Limburger catapult

Note that the beer steins are loading catapults with limburger while wearing clothespins on their noses.

Years earlier in our friendship, when Sue lived upstairs from me, we had gotten drawn to Monroe by their rotating festivals—one year it was the cheese festival and the next an accordion festival. Fortunately a girl never had to choose between them.

We’d almost come to blows during the Cheese Festival parade that honored families of cheese makers—seriously there were flatbed trucks with a bunch of old German farmers sitting on chairs. It was cute and funny, but the people of Monroe are serious about their cheese. They set up chairs days in advance, we later learned, to watch the parade. When I stepped out to take a couple of pictures, a wave of seething hatred washed over me from behind. Soon the grumbling began and we moved along, hoping not to have drawn the short straw in Shirley Jackson’s “The Lottery” re-make.

On this day in Monroe, we were bound to try a local cheese of lore: limburger! We knew of its stinky reputation, but we’re fans of stinky cheese! Until our sandwiches arrived, we didn’t know that limburger actually smells like roadkill that has been in the sun for several days. We laughed and cried and cried.

 

One bite taken sandwich

I don’t think I was able to eat more than this. I can still smell this sandwich.

 Pull my finger

Asstrology

Gone are the days when my horror at seeing someone’s half-naked butt in a public place was confined to the ranks of America’s plumbers. As indignant as I may have felt at the time, I’ve come to think of that as the golden era of the Mostly Clothed.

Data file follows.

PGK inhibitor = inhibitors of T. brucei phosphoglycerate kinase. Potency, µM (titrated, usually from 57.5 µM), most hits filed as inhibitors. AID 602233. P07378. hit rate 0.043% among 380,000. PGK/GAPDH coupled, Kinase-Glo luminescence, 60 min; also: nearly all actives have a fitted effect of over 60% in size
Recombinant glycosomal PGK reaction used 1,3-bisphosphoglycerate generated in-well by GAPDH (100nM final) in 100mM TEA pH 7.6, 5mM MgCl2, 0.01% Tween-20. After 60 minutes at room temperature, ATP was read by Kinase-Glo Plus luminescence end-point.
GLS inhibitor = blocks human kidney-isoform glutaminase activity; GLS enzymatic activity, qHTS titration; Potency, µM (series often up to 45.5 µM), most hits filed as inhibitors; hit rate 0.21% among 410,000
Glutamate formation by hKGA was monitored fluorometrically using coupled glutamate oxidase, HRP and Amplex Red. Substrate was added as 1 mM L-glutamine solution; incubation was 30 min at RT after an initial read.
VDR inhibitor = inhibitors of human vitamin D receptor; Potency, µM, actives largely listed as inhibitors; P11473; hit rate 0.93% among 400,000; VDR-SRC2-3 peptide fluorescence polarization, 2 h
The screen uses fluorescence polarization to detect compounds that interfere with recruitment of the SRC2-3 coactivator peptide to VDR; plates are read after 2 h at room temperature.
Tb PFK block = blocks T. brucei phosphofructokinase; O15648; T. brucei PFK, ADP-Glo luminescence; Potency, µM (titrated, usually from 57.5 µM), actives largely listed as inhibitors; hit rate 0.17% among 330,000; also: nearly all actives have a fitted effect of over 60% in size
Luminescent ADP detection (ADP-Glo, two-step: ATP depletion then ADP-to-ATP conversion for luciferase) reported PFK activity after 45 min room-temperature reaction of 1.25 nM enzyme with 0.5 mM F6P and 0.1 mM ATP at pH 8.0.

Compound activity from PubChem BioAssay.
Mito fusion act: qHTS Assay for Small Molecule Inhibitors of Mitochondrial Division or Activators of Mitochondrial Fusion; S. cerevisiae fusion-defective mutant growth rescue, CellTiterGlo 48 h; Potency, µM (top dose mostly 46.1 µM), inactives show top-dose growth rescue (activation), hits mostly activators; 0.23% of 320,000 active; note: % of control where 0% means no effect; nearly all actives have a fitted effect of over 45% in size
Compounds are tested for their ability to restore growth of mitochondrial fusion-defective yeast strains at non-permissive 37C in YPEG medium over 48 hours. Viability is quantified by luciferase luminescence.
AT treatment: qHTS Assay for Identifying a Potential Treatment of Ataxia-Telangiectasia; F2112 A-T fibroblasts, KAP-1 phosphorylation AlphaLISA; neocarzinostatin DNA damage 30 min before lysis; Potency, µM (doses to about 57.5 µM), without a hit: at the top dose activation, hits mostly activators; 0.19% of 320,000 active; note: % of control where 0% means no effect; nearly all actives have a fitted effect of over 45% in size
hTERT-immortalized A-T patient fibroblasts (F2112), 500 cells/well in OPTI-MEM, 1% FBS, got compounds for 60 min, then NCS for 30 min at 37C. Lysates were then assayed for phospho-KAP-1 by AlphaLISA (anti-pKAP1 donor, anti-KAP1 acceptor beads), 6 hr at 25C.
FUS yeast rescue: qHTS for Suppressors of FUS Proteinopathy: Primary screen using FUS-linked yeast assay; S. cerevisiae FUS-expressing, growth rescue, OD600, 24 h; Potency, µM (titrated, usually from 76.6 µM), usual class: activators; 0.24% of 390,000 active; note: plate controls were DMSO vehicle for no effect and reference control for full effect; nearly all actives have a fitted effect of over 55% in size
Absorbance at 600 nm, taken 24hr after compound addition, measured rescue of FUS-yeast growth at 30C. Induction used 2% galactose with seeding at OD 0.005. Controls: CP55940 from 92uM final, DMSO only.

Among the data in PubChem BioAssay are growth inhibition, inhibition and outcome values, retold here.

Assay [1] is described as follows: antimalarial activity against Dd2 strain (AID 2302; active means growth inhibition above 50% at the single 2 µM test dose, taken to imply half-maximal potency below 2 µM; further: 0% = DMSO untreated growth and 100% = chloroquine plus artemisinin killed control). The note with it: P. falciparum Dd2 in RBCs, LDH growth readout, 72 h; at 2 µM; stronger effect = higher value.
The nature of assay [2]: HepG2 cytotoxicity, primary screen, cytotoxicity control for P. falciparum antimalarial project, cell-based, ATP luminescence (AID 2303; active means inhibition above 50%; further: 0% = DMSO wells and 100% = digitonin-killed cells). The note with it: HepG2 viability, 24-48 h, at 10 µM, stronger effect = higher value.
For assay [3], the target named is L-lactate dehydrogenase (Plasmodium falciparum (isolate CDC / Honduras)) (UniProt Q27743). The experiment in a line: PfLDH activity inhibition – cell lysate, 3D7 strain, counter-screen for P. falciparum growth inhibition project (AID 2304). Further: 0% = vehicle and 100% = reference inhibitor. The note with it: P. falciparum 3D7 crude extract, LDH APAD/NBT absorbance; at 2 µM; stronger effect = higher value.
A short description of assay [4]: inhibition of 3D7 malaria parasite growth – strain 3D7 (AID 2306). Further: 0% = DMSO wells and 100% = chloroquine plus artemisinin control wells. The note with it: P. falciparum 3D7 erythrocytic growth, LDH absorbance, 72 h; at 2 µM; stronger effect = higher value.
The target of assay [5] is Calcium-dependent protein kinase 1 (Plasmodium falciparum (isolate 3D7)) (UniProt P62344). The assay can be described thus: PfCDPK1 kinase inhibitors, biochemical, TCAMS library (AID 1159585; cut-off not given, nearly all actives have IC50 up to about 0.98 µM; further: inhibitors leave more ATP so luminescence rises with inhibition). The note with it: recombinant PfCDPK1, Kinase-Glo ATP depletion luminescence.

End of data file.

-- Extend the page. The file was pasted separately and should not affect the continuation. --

Last week I walked down Franklin Street for a meeting. A man was working on his car, crouched on the street to get under the front seat. From his hat, I know he’s an A’s fan, but otherwise I only know that he needs a belt, more effective underwear, and perhaps a bit more time in the sun.

It seems that any time my husband and I happen out of the house to spend some tine in the world, one or the other of us will go into “red alert.” We notify the other verbally with either “BBC” or “GBC” and an eye dart to mark the location. (That’s Boy Butt Crack” or “Girl Butt Crack” if you didn’t already guess.)

The first time I witnessed this post-plumber phenomena I was at a once-favorite Irish pub in northern Illinois, where we lived for quite a time. A young woman, a friend of a friend, was seated at the bar and her lacy t-bar panties were hugging her hips, while her pants lagged behind at mid-butt level. Her friend and I looked at each other in shock and with some admiration. “Wow. That Emily sure is something!”

At the time, I had no idea this would become a trend. In the intervening years, I have thought that surely things would even out, that the low-on-the-hip pant fashion would be met by lower full coverage underwear and belts to keep America beautiful. Or maybe to make America great again, which would explain the random republican talking points.

Alas, 15 years later and it appears there’s a new moon on the horizon and it’s one with some real staying power.

working for the man

Dick was sitting at his kitchen table stirring the sugar into his coffee. He never managed to get it all into the cup and didn’t Noreen bitch about starting her day with sugar gritty elbows. Christ. If that was the worst of her troubles. He flicked his lighter and pulled in a lungful of smoke, first of the day.

“Yes, Zippers, this here is the most satisfying time of the day. Just you, me, coffee, and nicotine. It’s a man’s paradise right here, old Zip, isn’t it?” He scratched the black and white cat’s chin.

Zippers was a skinny bastard, probably because he spent every night outside carousing and whoring around.

“I need to give you a multi-vitamin, old man?”

Dick sighed.

Time to put his shoes on and head out to the shoe shop. If he didn’t punch the clock and get to his machine on time, Donnelly would be on his ass all day long. What a bastard.

Maybe, Dick thought, I should cut old Donnelly some slack. After all, his almost-pretty wife disappeared on him and he was just a working stiff earning a few extra bucks for all his supervisory prickishness. Probably sucks to be him. Maybe more than being me, even.

“But I got Zippers, don’t I boy? He don’t got a Zip Man, now does he?”

Dick scratched the cat behind his ears and bent to tie his shoes.